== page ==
The 7 Most Common Video Marketing Mistakes You’re Probably Making

With 60 hours of video being uploaded to YouTube every minute, how hard could it be? All you need is an iPhone and an internet connection and a little charisma, right?


While video is automatically more interesting than plain text, that alone isn’t enough to carry your marketing objectives forward. As it turns out, it’s just as common for businesses to make mistakes in their videos as any other marketing campaign, but it can hit them harder because videos traditionally take more time, planning, and money to create.

In this post, we’re going to look at the seven most common video marketing mistakes you’re probably making and how to avoid them.

1. Making it All About You

First of all, all of your video content shouldn’t be only about selling; your videos as a whole should be diverse, and include goals like:

  • Building relationships
  • Telling your brand’s story
  • Providing value to viewers

When your videos are designed to sell, however, it shouldn’t be all about you, and—with only a very few exceptions—you shouldn’t be going for the hard sell. Make the video about your customer; show them why they care, and how it helps them. Customers don’t care about supporting your business, they care about what you can do for them. You should focus on this, too.

For example, Covergirl makeup’s video channel has plenty of self-promotional content to drive sales, including the following:

But this video, which they’ll greet you with on their channel, is more about rapport building:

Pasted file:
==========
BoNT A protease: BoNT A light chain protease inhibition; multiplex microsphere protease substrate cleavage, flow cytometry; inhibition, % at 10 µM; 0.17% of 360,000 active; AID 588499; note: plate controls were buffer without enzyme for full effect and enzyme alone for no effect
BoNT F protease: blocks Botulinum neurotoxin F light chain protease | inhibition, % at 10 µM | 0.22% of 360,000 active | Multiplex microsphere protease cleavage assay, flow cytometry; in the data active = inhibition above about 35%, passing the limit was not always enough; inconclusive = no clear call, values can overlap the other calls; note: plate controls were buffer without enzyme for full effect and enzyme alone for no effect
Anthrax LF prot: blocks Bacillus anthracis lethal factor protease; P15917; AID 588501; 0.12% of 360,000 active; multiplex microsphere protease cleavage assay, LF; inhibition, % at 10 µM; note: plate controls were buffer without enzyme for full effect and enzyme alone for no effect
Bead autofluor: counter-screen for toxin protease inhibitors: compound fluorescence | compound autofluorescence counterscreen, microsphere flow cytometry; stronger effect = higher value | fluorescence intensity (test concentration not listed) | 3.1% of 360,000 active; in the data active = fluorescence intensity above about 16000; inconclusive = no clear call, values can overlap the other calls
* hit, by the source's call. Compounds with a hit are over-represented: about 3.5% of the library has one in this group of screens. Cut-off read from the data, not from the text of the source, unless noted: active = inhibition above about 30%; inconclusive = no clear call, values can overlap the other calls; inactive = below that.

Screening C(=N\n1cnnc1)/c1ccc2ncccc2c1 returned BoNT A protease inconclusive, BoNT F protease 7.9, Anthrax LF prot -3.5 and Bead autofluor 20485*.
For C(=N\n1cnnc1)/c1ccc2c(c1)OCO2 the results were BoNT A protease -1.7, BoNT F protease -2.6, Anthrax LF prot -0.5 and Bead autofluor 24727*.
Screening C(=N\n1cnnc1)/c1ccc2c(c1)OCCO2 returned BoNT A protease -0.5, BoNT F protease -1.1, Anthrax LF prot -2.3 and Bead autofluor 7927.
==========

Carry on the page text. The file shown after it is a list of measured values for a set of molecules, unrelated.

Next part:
2. Ignoring All Stages of The Buyer’s Journey

A lot of businesses focus only on social media videos, or only on a landing page video. They also have a tendency to create videos focus on users at the top of the digital sales funnel, instead of creating videos designed to appeal to users at all different stages.

Ideally, within your video marketing library, you should have:

  • Short videos introducing your brand and products to new potential customers; they should be no more than 2 minutes long, and ideally under 1 minute

  • Videos that go more in detail with feature-benefit selling, which are ideal for customers in the consideration and purchase stage

  • Video content like advanced tutorials showing users how to fully benefit from your products or services once they’ve purchased

3. Creating Videos With No Marketing Goal

If you want to see real results with your videos, you need to have goals of what you want those results to be. You can’t just say “Let’s just shoot some video around the business and see if people want to click to our site.”

Instead, each video should be created with specific goals in mind; ideally, these goals should be measurable, like clicks, shares, or conversions. It’s often most beneficial to have these videos paired with other marketing campaigns, like an email campaign or a landing page. This will give you focus, and your videos need to be on-point if you want users to take whatever action it is you’re suggesting they follow at the end of it all.

Oats two ways. Which would you choose?

A post shared by Publix Super Markets (@publix) on

These goals do not have to be complex; even creating video content just to ramp up engagement on social media, like the example above, is a great goal. You just have to know what it is or your results will fall flat.

4. Forgetting SEO